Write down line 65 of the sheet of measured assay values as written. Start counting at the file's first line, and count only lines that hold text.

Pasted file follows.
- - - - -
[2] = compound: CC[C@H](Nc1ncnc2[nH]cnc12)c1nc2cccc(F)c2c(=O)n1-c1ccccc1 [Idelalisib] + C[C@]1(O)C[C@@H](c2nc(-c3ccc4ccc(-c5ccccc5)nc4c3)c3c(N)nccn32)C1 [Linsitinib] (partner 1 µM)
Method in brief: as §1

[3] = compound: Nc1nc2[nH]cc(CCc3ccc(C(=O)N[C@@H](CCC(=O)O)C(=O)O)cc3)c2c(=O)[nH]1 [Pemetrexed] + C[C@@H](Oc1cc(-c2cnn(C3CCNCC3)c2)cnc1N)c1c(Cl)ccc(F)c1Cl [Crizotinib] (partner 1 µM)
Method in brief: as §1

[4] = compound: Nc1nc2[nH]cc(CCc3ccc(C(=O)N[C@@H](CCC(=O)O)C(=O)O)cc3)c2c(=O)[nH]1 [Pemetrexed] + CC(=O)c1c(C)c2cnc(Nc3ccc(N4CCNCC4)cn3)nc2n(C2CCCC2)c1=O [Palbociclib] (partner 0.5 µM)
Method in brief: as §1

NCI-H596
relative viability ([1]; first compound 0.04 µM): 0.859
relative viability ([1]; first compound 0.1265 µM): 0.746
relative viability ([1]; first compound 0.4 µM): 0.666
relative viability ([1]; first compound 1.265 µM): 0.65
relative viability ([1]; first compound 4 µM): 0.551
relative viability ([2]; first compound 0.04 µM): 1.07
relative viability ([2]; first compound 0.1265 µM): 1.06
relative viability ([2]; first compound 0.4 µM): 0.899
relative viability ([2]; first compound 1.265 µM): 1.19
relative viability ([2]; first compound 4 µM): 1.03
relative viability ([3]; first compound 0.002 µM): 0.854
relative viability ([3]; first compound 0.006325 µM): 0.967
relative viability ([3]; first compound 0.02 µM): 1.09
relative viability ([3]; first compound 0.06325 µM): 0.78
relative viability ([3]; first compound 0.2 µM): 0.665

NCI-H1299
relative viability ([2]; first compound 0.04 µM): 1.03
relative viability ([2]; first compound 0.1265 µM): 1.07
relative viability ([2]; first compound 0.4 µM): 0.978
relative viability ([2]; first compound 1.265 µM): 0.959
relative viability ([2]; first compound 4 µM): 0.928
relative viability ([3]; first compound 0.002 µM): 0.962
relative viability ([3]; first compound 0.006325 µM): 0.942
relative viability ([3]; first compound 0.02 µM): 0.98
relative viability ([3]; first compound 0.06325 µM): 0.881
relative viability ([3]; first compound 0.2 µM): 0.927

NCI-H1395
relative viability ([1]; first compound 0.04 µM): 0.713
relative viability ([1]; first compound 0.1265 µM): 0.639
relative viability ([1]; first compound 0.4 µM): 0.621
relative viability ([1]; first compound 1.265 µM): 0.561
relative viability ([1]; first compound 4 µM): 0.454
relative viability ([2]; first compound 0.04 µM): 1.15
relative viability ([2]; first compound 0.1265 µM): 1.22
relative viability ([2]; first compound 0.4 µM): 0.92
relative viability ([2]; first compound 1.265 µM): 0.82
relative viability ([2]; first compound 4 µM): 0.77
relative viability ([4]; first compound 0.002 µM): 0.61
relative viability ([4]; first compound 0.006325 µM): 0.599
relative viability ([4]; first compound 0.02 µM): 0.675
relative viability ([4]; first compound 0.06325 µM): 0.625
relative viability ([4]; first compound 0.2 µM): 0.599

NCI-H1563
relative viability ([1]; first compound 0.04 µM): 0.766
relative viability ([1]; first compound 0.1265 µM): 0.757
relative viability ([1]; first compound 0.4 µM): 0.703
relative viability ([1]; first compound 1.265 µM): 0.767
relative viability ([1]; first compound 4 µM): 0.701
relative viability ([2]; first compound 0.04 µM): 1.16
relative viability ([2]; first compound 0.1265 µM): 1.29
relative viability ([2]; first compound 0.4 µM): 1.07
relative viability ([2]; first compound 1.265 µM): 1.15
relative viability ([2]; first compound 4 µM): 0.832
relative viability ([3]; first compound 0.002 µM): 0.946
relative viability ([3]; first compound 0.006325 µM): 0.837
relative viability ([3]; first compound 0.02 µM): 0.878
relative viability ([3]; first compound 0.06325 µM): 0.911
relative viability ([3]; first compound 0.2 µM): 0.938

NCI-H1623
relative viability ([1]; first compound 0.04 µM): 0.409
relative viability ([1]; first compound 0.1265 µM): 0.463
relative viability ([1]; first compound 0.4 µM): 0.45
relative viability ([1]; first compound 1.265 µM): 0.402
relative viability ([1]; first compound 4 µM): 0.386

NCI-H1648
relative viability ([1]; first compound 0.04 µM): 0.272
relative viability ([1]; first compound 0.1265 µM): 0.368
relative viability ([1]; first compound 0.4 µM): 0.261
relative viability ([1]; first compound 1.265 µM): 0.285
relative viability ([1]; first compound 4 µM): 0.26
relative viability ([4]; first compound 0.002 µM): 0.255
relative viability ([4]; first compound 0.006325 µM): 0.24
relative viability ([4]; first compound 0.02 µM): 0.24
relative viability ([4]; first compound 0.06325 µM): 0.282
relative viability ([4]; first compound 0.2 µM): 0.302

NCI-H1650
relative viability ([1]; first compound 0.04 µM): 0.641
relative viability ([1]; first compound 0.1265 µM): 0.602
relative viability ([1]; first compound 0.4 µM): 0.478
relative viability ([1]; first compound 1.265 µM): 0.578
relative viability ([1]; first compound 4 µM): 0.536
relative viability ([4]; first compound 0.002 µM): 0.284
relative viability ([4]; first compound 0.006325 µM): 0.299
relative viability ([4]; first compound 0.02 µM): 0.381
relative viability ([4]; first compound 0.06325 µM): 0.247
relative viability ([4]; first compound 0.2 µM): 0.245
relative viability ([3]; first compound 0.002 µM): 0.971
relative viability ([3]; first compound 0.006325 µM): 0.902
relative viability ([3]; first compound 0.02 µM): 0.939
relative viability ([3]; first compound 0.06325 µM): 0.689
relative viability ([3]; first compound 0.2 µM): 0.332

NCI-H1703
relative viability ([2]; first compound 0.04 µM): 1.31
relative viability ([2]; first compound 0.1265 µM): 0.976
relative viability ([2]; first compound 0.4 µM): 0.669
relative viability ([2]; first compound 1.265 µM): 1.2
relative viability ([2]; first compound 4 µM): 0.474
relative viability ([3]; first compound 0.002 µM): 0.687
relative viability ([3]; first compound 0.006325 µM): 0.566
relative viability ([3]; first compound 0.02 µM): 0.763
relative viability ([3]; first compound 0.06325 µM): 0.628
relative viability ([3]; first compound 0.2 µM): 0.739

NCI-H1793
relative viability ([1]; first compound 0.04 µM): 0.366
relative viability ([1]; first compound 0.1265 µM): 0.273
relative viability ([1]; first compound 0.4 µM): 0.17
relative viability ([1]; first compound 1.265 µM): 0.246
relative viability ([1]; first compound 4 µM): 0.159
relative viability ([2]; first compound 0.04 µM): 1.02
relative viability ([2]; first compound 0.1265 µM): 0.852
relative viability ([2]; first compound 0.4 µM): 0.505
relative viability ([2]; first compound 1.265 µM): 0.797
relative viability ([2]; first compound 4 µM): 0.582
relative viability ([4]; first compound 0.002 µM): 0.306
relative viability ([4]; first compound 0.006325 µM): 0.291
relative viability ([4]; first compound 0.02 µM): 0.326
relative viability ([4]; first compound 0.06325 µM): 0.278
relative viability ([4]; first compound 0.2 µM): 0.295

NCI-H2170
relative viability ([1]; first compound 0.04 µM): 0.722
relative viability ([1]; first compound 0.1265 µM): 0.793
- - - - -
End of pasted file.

relative viability ([3]; first compound 0.2 µM): 0.938